17 Sep Pepsi starts tender offer to delist from PSE
PEPSI-COLA Products Philippines, Inc. (Pepsi-Cola Philippines) has started the tender offer of some 77.86 million common shares by Lotte Chilsung Beverage Co. Ltd.
In a Sept. 15 letter to the Philippine Stock Exchange, Inc. (PSE), Pepsi-Cola Philippines has formalized its application to delist its shares from the local exchange. The company first announced the decision on Sept. 10.
Lotte Chilsung, which bought 1.13 billion shares in the company earlier this year, is doing the tender offer of shares from Sept. 16 to Oct. 13. The shares are priced at P1.95 each.
To recall, Lotte Chilsung bought 1.13 billion shares or a 30.7% stake in Pepsi-Cola Philippines in June. The P2.21-billion transaction resulted in the deflating of the company’s public float to 2.1%.
The PSE’s minimum public ownership for listed firms is 10%. Breaking this threshold is a ground for delisting.
“In relation to the voluntary delisting and pursuant to the rules of the PSE on voluntary delisting, Lotte Chilsung is undertaking a mandatory tender offer to acquire the 77,858,236 (Pepsi-Cola Philippines) common shares held collectively by all common shareholders of the company,” it said.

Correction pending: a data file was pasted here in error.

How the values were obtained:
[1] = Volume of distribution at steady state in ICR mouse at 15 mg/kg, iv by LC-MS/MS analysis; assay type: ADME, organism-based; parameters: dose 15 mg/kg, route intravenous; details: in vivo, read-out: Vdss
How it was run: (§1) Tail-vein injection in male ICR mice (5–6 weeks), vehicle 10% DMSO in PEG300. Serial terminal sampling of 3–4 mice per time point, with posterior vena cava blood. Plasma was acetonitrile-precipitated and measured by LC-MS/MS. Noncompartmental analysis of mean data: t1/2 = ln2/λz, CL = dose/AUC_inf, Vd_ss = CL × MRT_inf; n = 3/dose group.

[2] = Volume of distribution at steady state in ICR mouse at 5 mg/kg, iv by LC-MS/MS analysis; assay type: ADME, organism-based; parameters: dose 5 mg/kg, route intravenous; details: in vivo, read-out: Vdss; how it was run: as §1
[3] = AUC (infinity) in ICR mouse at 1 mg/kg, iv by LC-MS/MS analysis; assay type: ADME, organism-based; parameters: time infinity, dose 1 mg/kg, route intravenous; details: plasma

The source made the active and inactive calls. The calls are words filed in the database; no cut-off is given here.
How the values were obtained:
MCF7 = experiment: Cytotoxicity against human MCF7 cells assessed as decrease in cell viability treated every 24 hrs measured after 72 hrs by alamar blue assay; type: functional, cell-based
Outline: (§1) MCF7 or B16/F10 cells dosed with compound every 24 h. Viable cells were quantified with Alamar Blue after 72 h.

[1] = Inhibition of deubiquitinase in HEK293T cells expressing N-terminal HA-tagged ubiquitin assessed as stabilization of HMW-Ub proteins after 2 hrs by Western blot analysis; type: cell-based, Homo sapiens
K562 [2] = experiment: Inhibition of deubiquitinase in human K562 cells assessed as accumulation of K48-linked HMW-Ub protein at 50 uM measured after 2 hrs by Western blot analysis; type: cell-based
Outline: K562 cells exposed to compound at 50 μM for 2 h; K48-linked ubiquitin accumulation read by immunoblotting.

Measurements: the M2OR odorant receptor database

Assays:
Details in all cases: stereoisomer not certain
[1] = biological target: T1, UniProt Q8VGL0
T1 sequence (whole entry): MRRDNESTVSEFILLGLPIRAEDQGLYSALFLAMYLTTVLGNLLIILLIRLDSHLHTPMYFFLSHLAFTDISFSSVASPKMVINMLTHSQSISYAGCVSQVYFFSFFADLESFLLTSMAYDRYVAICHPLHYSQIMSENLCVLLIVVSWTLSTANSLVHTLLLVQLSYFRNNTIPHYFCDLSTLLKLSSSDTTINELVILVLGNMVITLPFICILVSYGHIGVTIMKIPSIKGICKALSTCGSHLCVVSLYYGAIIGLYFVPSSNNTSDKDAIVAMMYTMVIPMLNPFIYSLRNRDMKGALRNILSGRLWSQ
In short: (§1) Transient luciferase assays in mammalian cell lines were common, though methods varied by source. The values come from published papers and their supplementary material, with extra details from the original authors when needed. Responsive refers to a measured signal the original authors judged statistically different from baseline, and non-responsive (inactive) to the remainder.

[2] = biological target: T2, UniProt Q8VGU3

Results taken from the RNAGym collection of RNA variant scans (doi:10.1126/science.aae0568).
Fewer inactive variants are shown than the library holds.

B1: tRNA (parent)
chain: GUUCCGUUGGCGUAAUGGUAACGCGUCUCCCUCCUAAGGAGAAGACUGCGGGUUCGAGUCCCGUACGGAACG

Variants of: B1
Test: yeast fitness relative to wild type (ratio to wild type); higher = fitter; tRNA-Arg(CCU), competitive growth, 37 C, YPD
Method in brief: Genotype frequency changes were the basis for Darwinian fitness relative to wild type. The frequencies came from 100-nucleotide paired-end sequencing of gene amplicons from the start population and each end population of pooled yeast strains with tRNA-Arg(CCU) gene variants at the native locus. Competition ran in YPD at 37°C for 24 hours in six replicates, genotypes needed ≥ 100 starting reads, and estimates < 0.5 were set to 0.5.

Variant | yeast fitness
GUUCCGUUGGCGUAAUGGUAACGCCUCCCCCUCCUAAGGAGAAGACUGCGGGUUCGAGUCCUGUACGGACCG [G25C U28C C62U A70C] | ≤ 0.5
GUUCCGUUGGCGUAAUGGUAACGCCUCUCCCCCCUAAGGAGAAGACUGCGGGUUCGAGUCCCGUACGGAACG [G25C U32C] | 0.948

The shares to be bought by Lotte Chilsung exclude those currently held by Lotte Corp. and Quaker Global Investments B.V.
In a Sept. 10 disclosure to the exchange, Pepsi-Cola Philippines said its board of directors decided to delist as it will not be able to comply with the minimum public ownership requirement given the “prevailing market conditions.”
Despite its delisting, Pepsi-Cola Philippines will remain the exclusive Philippine bottler of PepsiCo’s beverage brands Pepsi, Mountain Dew, 7-Up, Mirinda, Mug, Gatorade, Tropicana, Sting, and Aquafina.
Shares in Pepsi-Cola Philippines stopped trading on June 17. It closed at P1.70 apiece at the time.
The company posted a P162.39-million attributable net loss in 2019, a turnaround of its P71.1-million attributable net income the year prior, as its revenues dropped 7% to P7.7 billion. — Denise A. Valdez